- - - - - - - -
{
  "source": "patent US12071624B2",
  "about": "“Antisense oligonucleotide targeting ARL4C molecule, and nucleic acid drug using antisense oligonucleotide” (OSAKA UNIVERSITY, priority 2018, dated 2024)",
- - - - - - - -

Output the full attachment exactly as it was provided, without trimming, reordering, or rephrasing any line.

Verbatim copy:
{
  "source": "patent US12071624B2",
  "about": "“Antisense oligonucleotide targeting ARL4C molecule, and nucleic acid drug using antisense oligonucleotide” (OSAKA UNIVERSITY, priority 2018, dated 2024)",